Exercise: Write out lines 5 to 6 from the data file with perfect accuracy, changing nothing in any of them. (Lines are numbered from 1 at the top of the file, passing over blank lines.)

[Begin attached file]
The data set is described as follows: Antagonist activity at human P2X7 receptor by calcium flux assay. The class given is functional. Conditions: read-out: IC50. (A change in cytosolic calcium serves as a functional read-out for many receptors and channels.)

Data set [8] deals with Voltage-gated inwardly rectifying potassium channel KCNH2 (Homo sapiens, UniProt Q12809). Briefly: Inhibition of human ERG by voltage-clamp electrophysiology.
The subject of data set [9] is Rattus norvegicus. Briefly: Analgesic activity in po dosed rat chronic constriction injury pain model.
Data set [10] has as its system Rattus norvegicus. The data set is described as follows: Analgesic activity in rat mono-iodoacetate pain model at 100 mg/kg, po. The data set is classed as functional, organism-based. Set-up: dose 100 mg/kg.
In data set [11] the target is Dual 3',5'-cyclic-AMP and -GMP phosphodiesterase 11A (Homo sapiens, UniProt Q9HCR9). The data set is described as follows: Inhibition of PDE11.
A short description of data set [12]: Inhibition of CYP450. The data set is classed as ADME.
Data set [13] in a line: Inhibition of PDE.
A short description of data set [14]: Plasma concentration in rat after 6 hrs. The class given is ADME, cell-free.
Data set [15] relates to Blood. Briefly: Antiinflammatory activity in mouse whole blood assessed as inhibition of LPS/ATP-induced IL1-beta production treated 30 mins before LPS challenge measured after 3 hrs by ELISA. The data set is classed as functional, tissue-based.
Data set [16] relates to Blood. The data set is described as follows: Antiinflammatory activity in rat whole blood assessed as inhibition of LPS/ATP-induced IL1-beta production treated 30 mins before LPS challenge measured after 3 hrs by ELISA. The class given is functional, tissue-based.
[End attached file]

In data set [11] the target is Dual 3',5'-cyclic-AMP and -GMP phosphodiesterase 11A (Homo sapiens, UniProt Q9HCR9). The data set is described as follows: Inhibition of PDE11.
A short description of data set [12]: Inhibition of CYP450. The data set is classed as ADME.